New tip sheet explains growing role of geriatric care managers

Photo: National Institute on Aging – NIH

Family caregivers often struggle when finding appropriate care options for their loved ones. Siblings may argue over different approaches. Spouses may need a helping hand at home. Finding an assisted living or skilled nursing facility can be frightening and confusing. Cost and quality of care are always concerns.

The good news is they don’t have to wade through these issues alone. Geriatric care managers — specialists in helping older adults and their families plan and coordinate care — can be a lifesaving option for many people. As this new tip sheet by Melissa Patrick explains, these care professionals can do everything from mediate family discussions about care to researching hidden benefits to driving clients to their doctor appointments. They help guide an older adult and family through the confusing maze of state and federal regulations, develop a plan of care, and monitor the situation to ensure the person’s health and social needs are met. For caregivers, they can provide much-needed emotional support and help relieve anxiety and burnout inherent in the caregiving process, according to the National Council on Aging (NCOA).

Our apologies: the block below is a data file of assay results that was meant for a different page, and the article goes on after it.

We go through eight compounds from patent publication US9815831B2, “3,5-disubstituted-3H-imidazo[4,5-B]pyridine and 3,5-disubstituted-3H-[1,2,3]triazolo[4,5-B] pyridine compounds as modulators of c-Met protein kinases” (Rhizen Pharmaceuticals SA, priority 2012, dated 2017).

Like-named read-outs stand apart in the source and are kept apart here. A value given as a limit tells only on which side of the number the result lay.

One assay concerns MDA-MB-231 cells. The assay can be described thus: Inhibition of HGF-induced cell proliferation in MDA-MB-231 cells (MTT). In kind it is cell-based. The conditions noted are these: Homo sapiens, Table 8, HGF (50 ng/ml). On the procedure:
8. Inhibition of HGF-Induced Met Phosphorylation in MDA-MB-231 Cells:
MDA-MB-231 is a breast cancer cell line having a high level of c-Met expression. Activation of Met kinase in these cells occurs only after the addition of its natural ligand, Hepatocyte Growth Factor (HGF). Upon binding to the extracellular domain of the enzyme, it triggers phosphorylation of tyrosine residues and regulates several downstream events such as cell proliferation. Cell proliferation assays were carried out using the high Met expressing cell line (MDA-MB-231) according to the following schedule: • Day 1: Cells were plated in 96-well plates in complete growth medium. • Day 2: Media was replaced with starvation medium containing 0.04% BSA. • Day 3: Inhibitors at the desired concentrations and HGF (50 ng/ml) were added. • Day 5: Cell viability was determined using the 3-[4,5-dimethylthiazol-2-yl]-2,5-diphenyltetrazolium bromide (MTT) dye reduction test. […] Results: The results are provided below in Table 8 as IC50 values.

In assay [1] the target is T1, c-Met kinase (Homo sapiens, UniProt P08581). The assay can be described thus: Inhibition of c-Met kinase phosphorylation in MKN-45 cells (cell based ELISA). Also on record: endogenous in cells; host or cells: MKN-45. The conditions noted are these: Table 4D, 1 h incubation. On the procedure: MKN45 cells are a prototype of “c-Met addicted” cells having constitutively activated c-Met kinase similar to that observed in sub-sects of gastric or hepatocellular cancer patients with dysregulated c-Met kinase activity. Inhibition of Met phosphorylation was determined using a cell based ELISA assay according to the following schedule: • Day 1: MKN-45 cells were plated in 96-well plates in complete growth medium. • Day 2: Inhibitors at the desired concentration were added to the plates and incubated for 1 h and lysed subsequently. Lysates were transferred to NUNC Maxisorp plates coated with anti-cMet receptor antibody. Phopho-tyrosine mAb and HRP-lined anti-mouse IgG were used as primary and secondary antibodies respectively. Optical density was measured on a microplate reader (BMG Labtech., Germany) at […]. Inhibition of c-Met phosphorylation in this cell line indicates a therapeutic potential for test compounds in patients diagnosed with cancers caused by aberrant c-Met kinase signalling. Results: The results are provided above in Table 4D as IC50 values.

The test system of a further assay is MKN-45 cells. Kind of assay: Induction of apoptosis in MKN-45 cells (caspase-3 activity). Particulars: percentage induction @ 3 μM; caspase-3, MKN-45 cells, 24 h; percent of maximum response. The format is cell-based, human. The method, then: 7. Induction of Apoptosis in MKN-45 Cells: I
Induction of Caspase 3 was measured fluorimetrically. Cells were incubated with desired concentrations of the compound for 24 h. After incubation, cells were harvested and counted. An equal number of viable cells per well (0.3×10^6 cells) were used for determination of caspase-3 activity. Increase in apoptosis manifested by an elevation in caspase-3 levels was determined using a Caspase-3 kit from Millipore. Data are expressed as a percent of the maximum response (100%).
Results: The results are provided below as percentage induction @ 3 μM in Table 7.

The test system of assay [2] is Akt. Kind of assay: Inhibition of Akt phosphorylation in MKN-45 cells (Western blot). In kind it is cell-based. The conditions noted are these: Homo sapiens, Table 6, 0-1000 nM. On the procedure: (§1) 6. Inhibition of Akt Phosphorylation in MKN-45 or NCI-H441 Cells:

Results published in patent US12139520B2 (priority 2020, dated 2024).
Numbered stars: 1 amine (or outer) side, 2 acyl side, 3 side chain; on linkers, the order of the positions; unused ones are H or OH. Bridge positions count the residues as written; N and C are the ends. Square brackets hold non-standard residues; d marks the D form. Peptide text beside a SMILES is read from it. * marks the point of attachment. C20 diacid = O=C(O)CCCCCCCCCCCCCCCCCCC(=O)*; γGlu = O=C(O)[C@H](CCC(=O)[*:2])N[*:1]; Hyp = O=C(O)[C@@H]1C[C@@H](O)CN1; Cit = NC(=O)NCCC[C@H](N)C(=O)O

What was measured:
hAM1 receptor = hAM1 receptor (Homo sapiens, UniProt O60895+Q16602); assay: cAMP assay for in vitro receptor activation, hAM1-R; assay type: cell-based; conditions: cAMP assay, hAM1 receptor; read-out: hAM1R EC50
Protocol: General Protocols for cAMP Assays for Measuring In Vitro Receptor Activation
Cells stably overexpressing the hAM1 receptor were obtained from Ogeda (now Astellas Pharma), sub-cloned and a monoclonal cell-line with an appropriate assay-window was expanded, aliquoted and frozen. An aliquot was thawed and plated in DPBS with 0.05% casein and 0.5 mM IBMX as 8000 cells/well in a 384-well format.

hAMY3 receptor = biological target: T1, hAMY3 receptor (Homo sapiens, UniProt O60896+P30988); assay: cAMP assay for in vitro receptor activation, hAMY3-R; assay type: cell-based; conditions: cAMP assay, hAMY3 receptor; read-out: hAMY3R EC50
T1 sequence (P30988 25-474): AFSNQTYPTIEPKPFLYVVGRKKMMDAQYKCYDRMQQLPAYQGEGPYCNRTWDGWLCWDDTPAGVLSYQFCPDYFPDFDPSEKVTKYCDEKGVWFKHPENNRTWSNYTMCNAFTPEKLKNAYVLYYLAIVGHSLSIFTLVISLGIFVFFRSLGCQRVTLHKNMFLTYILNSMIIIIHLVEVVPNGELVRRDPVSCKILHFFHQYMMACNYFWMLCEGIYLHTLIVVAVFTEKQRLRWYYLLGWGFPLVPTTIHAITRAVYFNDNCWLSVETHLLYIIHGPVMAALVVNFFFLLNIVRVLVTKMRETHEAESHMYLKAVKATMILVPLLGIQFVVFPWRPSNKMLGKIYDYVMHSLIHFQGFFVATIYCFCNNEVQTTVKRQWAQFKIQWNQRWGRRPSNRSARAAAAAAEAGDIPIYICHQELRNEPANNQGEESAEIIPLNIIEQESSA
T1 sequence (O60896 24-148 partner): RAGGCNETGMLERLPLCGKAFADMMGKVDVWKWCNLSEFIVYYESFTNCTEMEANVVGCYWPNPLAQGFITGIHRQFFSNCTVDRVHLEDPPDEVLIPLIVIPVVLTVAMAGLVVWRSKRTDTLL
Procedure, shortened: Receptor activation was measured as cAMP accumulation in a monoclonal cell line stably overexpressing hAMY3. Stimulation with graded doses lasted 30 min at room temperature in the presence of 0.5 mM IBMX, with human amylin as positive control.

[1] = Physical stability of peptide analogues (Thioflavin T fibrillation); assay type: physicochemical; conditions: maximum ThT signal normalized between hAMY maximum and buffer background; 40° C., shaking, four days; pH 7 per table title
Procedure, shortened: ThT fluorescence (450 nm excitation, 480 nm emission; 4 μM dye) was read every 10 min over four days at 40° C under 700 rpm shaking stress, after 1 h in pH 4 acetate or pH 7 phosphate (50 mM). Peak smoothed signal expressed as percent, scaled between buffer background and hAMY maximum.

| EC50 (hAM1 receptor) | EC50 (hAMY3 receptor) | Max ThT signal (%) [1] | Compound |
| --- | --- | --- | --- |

Back in 2008, Jane Gross wrote in The New York Times of her personal experience in hiring a care manager for her mom.  While some things have changed in the nine years since that article appeared — notably more baby boomers are caring for more aging parents — much of the article’s advice remains solid. It’s a story many of us can relate to.

Melissa Patrick

As Patrick points out in her tip sheet, many families are unaware of the existence of geriatric care managers or unclear about what they actually do. While there may be some up front costs involved for an initial assessment, the experts she spoke with said that in the long run, it can be more cost effective to hire specialist who knows their way around the care system and has a handle on appropriate local resources, than for a spouse or adult child to make decisions which may not meet their loved one’s needs.

The U.S. Census Bureau estimates there will be nearly 89 million adults over age 65 by 2050. The 80+ cohort is the fastest growing part of the population. Most are living with one or more chronic diseases. We know older adults use health services at a higher rate than other age groups.

There is a growing need for geriatric care managers, most of whom are nurses and social workers. They can overcome some of the gaps in care while helping avoid hospital admissions, allow older adults to age at home longer, and ensure the needs of the elder come first.

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